The fact is that the movement Abduh pioneered is now in the mainstream of Muslim belief, if not always practice. It was Abduh who said Muslims needed to adopt the science and technology of the West, while not abandoning their faith, as Christendom had forsaken their own beliefs for secularism. And this is precisely how the Muslim Middle East has engaged with modernity for more than a century—to take the West’s technology, arms, and consumer goods, but eschew the values, such as freedom of inquiry and freedom of speech, that made those products possible.

No one embodies this cultural schizophrenia better than Qaradawi, a media mogul who has risen to fame on the back of information technology and yet whose information is essentially medieval. Qaradawi approves of wife-beating, he defends female genital mutilation and signs off on female suicide bombers, and he attacks Shia for trying to subvert Sunni nations. To the Iranians, Qaradawi is perhaps not the ideal voice of Sunni Islamism, but insofar as he rises and the Americans suffer, Tehran will make its accommodations.

Yes, it is possible that even though Egypt gave birth to the Islamist movement that is synonymous with Muslim political modernity, maybe the Muslim Brotherhood would find itself thwarted at the polls. It’s a big decision for U.S. policymakers and the president. After all, what right do Americans have to tell the Egyptians who they can and cannot vote for? It is the height of hypocrisy for a liberal democracy to stand in the way of the freely won aspirations of another country. Egyptians have the right to choose their own government and their own future, just as we have the right to call them our friends or not on the basis of the policies that their government adopts.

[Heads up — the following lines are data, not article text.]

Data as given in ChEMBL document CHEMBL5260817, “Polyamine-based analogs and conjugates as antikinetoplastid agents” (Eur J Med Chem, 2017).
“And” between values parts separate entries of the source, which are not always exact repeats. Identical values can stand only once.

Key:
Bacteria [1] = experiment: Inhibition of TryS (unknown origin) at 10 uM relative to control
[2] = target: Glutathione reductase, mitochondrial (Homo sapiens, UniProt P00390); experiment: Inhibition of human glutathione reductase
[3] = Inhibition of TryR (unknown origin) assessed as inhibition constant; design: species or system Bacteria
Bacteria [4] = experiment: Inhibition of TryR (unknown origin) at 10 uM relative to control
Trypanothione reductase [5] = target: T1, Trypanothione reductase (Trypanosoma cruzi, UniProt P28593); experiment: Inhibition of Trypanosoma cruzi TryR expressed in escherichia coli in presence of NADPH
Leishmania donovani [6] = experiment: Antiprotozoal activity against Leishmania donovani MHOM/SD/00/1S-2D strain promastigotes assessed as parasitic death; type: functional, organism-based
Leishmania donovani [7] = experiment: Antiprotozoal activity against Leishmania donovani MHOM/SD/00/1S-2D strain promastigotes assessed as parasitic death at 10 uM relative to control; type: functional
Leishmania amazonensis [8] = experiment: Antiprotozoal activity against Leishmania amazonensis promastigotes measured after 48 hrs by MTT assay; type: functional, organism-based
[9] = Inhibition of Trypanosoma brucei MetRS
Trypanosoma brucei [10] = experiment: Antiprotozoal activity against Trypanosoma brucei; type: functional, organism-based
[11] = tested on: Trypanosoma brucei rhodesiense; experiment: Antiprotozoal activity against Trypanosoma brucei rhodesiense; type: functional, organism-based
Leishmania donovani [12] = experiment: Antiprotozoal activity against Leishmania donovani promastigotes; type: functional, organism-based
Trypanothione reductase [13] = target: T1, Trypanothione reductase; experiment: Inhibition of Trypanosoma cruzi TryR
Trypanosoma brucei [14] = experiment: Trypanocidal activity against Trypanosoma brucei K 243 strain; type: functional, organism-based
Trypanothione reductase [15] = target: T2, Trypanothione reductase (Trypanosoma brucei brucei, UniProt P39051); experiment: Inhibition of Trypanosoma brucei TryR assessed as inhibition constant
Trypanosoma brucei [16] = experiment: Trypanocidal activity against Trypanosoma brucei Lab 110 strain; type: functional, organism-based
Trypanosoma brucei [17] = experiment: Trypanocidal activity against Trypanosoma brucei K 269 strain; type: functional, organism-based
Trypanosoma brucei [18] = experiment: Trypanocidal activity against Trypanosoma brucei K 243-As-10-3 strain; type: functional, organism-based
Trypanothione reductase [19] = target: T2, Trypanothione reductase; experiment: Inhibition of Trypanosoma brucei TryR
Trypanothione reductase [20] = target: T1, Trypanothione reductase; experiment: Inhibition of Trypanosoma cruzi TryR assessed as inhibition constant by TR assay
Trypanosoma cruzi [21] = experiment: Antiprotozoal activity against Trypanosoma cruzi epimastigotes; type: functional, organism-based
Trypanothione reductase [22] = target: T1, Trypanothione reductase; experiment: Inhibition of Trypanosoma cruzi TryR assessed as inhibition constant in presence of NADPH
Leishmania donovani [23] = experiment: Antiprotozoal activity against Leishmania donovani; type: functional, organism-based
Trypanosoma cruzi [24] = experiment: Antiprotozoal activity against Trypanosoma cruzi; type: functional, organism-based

However, the other argument is that it is not the job of the American president to promote the natural rights of others. Rather, it is his task to protect and preserve U.S. interests around the world, and peace in the Eastern Mediterranean is an important U.S. interest, as is preventing a larger regional war that might ensue from conflict between Egypt and its neighbor Israel. We might as well face the fact that the more political power that the Muslim Brotherhood wields will make that war much more likely—a war that would be not only bad for U.S. interests but also potentially catastrophic for our ally Israel, as well as to our ally Egypt.

Lee Smith is the author of The Consequences of Syria.